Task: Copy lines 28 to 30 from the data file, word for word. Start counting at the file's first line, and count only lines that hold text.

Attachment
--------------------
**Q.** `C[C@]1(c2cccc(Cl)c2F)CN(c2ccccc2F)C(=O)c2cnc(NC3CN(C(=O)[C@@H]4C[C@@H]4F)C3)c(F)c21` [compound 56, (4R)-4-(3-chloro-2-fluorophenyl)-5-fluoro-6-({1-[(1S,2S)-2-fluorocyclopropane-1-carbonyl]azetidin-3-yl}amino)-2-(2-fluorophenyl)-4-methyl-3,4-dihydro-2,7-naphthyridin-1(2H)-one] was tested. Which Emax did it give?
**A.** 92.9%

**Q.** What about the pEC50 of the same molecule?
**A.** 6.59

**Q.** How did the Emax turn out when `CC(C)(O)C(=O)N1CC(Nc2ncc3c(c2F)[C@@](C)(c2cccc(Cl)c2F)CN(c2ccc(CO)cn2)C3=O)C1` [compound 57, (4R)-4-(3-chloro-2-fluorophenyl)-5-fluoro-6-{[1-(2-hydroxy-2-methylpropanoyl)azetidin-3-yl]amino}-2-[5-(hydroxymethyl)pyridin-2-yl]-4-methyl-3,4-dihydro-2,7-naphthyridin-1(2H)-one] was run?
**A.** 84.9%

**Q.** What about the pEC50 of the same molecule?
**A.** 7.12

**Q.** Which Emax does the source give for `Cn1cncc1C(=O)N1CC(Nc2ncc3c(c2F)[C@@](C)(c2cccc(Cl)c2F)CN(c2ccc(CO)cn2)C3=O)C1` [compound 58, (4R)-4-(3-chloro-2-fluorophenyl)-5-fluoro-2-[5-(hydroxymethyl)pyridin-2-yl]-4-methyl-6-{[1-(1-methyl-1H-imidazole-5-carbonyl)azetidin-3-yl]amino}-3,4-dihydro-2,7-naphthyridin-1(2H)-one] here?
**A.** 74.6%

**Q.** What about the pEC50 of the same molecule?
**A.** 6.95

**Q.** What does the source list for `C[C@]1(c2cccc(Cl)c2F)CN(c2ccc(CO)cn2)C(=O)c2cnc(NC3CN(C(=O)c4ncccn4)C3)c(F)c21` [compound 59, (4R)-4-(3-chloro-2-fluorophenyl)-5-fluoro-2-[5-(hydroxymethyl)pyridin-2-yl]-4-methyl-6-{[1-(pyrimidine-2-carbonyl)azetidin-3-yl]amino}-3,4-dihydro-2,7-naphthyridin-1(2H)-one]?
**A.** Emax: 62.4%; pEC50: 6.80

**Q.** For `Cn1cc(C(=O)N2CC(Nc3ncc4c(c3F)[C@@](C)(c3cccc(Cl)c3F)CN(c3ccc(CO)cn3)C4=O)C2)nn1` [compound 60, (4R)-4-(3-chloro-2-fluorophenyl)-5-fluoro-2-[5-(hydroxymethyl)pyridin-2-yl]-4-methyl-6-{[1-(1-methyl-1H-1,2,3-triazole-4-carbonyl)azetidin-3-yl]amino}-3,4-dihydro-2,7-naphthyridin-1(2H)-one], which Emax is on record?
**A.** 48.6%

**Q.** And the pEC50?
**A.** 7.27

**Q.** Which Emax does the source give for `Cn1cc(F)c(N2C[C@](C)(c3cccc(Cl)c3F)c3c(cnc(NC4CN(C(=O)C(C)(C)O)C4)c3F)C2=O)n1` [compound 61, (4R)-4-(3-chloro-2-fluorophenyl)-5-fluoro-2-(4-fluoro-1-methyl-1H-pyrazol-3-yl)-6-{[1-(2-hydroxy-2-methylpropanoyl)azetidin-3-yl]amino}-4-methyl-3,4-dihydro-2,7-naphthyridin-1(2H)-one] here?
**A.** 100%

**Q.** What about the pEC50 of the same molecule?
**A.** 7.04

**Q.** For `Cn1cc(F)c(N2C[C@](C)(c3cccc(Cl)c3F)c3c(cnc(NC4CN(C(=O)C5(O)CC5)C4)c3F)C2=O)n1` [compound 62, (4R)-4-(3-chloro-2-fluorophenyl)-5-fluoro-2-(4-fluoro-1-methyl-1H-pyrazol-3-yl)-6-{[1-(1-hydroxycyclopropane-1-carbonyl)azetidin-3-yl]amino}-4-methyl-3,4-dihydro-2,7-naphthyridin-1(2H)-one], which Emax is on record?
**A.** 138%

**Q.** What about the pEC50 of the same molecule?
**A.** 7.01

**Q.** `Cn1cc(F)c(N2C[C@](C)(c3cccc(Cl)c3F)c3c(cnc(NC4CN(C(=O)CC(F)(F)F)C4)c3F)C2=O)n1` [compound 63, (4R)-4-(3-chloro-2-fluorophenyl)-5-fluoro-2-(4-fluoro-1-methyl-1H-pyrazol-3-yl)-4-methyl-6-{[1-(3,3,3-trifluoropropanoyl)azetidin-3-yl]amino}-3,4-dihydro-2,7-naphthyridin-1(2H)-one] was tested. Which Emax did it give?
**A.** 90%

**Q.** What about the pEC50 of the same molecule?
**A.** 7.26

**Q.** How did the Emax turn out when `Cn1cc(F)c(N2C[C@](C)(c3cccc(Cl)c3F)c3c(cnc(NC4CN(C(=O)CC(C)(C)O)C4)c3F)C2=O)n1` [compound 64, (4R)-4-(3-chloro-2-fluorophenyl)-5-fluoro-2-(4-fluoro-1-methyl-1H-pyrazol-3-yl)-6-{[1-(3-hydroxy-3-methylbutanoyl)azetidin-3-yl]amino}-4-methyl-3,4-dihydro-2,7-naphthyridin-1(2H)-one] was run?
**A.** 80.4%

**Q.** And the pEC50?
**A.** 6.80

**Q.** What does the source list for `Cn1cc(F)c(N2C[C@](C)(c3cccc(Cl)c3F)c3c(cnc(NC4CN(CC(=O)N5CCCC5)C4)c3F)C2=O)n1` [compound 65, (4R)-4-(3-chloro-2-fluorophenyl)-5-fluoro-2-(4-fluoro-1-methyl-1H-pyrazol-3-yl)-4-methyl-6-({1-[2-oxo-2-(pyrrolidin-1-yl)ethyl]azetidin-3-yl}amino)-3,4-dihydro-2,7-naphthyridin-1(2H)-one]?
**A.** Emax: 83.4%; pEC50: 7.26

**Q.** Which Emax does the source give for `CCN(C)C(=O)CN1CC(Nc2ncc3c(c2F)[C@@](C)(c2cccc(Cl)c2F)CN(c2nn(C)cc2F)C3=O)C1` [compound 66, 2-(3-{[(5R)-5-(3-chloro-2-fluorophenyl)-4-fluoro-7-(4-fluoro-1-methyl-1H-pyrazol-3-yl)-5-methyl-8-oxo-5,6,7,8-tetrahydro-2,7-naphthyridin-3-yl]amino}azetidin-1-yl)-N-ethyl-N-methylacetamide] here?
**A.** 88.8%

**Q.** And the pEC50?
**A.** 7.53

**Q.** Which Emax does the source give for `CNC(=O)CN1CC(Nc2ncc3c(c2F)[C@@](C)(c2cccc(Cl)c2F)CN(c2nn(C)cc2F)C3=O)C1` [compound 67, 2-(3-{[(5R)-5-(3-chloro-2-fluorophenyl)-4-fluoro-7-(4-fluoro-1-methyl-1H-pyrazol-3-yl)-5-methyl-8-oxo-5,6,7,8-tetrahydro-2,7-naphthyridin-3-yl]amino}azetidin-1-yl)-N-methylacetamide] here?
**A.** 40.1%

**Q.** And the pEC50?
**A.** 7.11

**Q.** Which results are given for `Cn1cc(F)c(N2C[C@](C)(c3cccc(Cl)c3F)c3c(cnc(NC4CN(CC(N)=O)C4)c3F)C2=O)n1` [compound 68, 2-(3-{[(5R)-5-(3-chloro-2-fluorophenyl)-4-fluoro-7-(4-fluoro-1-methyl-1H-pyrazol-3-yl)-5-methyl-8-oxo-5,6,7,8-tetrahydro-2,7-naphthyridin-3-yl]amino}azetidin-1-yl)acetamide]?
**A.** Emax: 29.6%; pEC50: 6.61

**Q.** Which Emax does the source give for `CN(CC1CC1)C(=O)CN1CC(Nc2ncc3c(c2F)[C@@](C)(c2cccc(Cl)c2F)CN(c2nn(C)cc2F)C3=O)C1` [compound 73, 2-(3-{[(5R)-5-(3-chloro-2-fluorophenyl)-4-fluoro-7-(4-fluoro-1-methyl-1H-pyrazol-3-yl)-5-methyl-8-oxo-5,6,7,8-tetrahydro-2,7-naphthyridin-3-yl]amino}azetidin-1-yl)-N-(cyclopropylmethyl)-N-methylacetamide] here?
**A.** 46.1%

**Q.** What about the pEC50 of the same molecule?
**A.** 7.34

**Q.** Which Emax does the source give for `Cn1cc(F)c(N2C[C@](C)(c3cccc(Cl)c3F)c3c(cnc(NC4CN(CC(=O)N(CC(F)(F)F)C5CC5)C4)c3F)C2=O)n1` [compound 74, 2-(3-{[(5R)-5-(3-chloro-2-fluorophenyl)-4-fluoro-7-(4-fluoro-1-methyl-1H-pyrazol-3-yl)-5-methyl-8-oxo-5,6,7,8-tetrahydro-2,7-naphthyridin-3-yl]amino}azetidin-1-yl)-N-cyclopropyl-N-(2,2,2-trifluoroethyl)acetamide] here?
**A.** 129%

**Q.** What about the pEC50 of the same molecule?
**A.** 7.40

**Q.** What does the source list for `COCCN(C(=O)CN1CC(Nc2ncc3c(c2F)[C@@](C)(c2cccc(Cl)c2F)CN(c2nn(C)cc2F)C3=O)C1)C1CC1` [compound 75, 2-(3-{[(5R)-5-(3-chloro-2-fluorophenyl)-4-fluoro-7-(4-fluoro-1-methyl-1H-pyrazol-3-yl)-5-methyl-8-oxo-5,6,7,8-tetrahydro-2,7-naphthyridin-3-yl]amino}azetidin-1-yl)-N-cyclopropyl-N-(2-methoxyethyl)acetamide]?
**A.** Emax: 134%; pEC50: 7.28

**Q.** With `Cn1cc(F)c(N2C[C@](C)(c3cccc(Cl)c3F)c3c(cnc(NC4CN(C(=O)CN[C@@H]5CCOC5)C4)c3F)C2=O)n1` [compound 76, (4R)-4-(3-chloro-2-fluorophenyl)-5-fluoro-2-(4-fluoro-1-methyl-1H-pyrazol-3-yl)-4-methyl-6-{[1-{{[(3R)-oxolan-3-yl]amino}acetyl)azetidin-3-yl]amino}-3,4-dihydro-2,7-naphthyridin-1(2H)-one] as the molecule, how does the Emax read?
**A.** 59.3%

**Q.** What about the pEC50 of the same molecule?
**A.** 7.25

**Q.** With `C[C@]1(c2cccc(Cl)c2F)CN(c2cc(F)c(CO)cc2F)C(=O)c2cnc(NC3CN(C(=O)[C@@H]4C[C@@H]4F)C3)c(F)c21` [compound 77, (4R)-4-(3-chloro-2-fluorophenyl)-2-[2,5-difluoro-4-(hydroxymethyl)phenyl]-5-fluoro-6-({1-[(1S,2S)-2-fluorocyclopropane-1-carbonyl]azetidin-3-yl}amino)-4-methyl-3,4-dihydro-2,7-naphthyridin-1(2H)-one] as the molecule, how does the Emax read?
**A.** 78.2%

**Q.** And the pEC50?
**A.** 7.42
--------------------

**A.** 90%

**Q.** What about the pEC50 of the same molecule?
**A.** 7.26